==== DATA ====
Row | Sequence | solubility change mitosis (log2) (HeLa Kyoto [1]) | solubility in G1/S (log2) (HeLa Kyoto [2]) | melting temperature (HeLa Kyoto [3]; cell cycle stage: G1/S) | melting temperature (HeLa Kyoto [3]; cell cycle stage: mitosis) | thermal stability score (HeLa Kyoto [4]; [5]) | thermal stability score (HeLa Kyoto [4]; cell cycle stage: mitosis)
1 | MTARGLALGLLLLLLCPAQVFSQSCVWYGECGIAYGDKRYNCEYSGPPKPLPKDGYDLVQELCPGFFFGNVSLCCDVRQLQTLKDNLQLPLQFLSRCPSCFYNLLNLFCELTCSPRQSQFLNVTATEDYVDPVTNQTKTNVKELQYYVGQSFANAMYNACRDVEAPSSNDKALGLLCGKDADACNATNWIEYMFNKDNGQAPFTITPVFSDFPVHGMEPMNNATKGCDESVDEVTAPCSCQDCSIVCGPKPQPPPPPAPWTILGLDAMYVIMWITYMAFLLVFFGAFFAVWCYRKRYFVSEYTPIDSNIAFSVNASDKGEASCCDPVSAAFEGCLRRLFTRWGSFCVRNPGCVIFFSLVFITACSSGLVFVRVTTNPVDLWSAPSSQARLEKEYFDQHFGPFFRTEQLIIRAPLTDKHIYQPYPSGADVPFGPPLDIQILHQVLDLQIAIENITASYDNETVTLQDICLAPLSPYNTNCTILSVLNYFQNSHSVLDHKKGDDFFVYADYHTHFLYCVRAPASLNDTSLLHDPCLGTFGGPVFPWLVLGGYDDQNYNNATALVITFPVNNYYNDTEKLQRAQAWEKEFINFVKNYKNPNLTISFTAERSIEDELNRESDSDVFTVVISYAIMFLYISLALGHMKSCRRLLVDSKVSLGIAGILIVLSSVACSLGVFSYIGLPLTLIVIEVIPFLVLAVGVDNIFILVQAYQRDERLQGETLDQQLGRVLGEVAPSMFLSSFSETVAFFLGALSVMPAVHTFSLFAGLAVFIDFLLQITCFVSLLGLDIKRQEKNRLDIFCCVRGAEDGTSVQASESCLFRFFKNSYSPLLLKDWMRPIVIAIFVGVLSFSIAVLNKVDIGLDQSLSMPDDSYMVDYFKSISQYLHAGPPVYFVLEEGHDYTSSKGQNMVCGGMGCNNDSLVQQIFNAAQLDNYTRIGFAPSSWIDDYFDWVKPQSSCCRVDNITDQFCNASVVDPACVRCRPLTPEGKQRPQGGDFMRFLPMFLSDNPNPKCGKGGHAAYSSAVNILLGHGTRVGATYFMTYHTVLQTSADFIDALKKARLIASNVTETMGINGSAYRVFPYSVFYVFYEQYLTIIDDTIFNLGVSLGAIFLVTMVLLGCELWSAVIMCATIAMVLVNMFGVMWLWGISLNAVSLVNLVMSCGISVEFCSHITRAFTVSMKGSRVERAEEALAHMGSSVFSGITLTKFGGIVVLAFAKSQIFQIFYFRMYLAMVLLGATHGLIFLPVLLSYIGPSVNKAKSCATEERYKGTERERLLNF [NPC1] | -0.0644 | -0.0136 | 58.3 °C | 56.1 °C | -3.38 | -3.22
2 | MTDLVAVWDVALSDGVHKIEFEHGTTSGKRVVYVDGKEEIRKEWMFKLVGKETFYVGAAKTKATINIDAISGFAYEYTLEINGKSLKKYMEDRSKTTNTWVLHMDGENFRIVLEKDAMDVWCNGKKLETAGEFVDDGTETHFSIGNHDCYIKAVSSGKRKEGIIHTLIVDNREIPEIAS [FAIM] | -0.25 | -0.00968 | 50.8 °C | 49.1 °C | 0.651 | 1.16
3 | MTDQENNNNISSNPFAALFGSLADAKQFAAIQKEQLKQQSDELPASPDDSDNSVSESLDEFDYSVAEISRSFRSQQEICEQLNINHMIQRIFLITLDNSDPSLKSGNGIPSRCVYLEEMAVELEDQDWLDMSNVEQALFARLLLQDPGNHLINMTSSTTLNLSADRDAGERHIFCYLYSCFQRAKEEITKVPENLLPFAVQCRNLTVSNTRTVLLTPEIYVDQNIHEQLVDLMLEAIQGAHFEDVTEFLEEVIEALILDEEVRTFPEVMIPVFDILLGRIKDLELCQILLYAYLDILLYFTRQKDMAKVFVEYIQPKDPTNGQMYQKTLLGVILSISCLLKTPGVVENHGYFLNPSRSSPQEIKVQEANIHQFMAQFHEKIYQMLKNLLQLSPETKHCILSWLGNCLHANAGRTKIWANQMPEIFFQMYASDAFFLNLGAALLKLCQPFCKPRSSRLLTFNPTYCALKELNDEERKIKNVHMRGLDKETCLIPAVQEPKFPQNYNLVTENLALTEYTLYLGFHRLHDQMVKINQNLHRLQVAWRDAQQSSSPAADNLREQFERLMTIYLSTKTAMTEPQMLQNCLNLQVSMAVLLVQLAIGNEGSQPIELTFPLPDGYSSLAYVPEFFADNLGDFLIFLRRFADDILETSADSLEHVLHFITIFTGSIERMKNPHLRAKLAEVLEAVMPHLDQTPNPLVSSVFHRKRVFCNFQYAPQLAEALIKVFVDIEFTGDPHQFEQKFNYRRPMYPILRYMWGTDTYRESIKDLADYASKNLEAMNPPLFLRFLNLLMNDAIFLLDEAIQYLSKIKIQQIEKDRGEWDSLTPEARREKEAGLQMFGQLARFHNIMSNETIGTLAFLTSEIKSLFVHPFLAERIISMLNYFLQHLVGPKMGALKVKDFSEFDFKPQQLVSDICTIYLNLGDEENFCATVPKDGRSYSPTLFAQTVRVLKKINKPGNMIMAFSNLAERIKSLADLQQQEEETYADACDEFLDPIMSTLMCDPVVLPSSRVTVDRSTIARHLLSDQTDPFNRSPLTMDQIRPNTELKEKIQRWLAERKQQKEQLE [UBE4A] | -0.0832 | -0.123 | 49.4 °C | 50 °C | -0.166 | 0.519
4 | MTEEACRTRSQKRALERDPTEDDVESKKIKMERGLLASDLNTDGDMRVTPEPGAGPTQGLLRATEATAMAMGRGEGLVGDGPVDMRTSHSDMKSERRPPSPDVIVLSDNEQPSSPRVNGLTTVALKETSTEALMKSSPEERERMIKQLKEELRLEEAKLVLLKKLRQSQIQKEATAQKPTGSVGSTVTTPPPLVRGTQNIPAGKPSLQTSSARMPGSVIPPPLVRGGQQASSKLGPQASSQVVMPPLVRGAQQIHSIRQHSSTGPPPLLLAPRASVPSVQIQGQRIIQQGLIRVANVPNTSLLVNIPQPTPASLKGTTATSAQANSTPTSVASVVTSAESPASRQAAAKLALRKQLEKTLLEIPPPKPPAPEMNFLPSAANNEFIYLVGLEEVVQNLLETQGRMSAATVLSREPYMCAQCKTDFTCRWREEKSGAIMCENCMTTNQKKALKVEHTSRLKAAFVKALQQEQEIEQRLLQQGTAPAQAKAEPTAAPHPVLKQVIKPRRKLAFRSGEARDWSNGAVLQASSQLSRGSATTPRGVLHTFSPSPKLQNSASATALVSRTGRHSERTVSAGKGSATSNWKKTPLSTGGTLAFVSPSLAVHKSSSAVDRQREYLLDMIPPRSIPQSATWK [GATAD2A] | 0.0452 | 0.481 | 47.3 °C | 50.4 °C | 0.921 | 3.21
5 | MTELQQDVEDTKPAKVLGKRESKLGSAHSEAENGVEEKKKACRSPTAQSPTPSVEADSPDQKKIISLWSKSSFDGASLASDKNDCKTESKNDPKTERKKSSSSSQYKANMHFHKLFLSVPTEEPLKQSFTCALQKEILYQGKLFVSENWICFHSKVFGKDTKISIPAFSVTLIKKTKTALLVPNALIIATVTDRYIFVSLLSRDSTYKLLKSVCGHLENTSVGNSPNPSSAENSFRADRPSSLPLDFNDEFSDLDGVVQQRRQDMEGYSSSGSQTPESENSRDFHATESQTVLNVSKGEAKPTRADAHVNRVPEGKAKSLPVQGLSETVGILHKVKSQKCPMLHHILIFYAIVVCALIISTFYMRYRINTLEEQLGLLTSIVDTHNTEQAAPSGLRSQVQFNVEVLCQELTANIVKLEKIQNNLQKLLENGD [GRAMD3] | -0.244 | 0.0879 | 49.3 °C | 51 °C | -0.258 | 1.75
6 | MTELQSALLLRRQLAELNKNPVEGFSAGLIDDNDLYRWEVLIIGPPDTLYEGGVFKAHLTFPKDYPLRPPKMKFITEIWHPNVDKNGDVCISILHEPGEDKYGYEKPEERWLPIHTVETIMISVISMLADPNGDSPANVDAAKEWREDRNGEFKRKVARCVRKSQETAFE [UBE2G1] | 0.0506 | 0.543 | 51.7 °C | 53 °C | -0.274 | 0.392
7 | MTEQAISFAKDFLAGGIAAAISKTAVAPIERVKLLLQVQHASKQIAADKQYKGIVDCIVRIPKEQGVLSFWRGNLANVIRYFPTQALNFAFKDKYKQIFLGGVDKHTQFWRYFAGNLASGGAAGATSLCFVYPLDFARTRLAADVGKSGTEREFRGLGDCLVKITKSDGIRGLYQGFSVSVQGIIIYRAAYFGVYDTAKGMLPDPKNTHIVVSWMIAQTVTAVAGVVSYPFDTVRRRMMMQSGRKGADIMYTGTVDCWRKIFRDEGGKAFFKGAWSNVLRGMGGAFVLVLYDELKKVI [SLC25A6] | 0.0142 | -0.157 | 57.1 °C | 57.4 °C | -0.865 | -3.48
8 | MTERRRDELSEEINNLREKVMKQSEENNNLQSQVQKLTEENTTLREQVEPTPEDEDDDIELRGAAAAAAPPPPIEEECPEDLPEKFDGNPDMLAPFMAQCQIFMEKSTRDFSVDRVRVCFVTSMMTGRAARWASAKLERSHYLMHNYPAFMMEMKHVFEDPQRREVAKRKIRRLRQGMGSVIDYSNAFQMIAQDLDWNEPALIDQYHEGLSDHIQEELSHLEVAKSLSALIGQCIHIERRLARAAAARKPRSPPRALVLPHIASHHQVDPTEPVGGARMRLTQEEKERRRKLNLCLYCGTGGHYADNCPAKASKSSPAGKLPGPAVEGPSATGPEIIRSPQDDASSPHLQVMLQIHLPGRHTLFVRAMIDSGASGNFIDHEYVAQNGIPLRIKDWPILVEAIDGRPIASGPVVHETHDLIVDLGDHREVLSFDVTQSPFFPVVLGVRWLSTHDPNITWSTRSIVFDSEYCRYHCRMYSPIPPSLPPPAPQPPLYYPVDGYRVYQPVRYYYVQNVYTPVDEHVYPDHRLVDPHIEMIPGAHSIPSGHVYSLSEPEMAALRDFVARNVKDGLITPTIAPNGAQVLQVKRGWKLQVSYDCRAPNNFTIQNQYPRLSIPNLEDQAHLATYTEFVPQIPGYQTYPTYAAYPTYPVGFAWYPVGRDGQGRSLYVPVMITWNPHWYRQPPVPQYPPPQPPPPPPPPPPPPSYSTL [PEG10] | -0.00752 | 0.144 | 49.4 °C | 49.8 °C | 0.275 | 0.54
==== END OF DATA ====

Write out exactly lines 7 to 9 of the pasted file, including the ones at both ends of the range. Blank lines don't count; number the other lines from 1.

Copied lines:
6 | MTELQSALLLRRQLAELNKNPVEGFSAGLIDDNDLYRWEVLIIGPPDTLYEGGVFKAHLTFPKDYPLRPPKMKFITEIWHPNVDKNGDVCISILHEPGEDKYGYEKPEERWLPIHTVETIMISVISMLADPNGDSPANVDAAKEWREDRNGEFKRKVARCVRKSQETAFE [UBE2G1] | 0.0506 | 0.543 | 51.7 °C | 53 °C | -0.274 | 0.392
7 | MTEQAISFAKDFLAGGIAAAISKTAVAPIERVKLLLQVQHASKQIAADKQYKGIVDCIVRIPKEQGVLSFWRGNLANVIRYFPTQALNFAFKDKYKQIFLGGVDKHTQFWRYFAGNLASGGAAGATSLCFVYPLDFARTRLAADVGKSGTEREFRGLGDCLVKITKSDGIRGLYQGFSVSVQGIIIYRAAYFGVYDTAKGMLPDPKNTHIVVSWMIAQTVTAVAGVVSYPFDTVRRRMMMQSGRKGADIMYTGTVDCWRKIFRDEGGKAFFKGAWSNVLRGMGGAFVLVLYDELKKVI [SLC25A6] | 0.0142 | -0.157 | 57.1 °C | 57.4 °C | -0.865 | -3.48
8 | MTERRRDELSEEINNLREKVMKQSEENNNLQSQVQKLTEENTTLREQVEPTPEDEDDDIELRGAAAAAAPPPPIEEECPEDLPEKFDGNPDMLAPFMAQCQIFMEKSTRDFSVDRVRVCFVTSMMTGRAARWASAKLERSHYLMHNYPAFMMEMKHVFEDPQRREVAKRKIRRLRQGMGSVIDYSNAFQMIAQDLDWNEPALIDQYHEGLSDHIQEELSHLEVAKSLSALIGQCIHIERRLARAAAARKPRSPPRALVLPHIASHHQVDPTEPVGGARMRLTQEEKERRRKLNLCLYCGTGGHYADNCPAKASKSSPAGKLPGPAVEGPSATGPEIIRSPQDDASSPHLQVMLQIHLPGRHTLFVRAMIDSGASGNFIDHEYVAQNGIPLRIKDWPILVEAIDGRPIASGPVVHETHDLIVDLGDHREVLSFDVTQSPFFPVVLGVRWLSTHDPNITWSTRSIVFDSEYCRYHCRMYSPIPPSLPPPAPQPPLYYPVDGYRVYQPVRYYYVQNVYTPVDEHVYPDHRLVDPHIEMIPGAHSIPSGHVYSLSEPEMAALRDFVARNVKDGLITPTIAPNGAQVLQVKRGWKLQVSYDCRAPNNFTIQNQYPRLSIPNLEDQAHLATYTEFVPQIPGYQTYPTYAAYPTYPVGFAWYPVGRDGQGRSLYVPVMITWNPHWYRQPPVPQYPPPQPPPPPPPPPPPPSYSTL [PEG10] | -0.00752 | 0.144 | 49.4 °C | 49.8 °C | 0.275 | 0.54